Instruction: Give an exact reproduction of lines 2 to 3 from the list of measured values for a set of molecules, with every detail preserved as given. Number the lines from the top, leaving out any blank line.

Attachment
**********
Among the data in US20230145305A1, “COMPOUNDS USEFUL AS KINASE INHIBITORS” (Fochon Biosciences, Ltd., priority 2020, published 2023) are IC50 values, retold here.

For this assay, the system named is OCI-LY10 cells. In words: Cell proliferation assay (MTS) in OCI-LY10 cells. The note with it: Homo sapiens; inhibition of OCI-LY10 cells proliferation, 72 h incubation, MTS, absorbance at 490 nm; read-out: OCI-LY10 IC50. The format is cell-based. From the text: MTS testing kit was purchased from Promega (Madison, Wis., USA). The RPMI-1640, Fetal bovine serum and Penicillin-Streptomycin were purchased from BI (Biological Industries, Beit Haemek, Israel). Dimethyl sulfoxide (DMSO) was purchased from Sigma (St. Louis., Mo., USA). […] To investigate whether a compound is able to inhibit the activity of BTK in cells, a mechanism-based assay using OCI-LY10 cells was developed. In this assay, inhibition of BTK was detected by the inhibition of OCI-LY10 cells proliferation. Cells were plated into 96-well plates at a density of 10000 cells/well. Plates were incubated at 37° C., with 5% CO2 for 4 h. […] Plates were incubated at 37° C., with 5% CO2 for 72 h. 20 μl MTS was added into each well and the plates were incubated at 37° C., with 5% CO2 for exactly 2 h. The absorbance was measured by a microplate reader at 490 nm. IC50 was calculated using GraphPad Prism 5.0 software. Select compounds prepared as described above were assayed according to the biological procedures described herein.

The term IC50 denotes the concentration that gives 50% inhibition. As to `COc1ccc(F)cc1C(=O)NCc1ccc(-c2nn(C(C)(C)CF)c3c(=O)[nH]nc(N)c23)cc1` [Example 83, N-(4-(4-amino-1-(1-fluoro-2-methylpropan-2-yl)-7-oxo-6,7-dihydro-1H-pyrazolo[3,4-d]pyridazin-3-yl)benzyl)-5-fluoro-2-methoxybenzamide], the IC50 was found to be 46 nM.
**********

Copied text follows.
For this assay, the system named is OCI-LY10 cells. In words: Cell proliferation assay (MTS) in OCI-LY10 cells. The note with it: Homo sapiens; inhibition of OCI-LY10 cells proliferation, 72 h incubation, MTS, absorbance at 490 nm; read-out: OCI-LY10 IC50. The format is cell-based. From the text: MTS testing kit was purchased from Promega (Madison, Wis., USA). The RPMI-1640, Fetal bovine serum and Penicillin-Streptomycin were purchased from BI (Biological Industries, Beit Haemek, Israel). Dimethyl sulfoxide (DMSO) was purchased from Sigma (St. Louis., Mo., USA). […] To investigate whether a compound is able to inhibit the activity of BTK in cells, a mechanism-based assay using OCI-LY10 cells was developed. In this assay, inhibition of BTK was detected by the inhibition of OCI-LY10 cells proliferation. Cells were plated into 96-well plates at a density of 10000 cells/well. Plates were incubated at 37° C., with 5% CO2 for 4 h. […] Plates were incubated at 37° C., with 5% CO2 for 72 h. 20 μl MTS was added into each well and the plates were incubated at 37° C., with 5% CO2 for exactly 2 h. The absorbance was measured by a microplate reader at 490 nm. IC50 was calculated using GraphPad Prism 5.0 software. Select compounds prepared as described above were assayed according to the biological procedures described herein.

The term IC50 denotes the concentration that gives 50% inhibition. As to `COc1ccc(F)cc1C(=O)NCc1ccc(-c2nn(C(C)(C)CF)c3c(=O)[nH]nc(N)c23)cc1` [Example 83, N-(4-(4-amino-1-(1-fluoro-2-methylpropan-2-yl)-7-oxo-6,7-dihydro-1H-pyrazolo[3,4-d]pyridazin-3-yl)benzyl)-5-fluoro-2-methoxybenzamide], the IC50 was found to be 46 nM.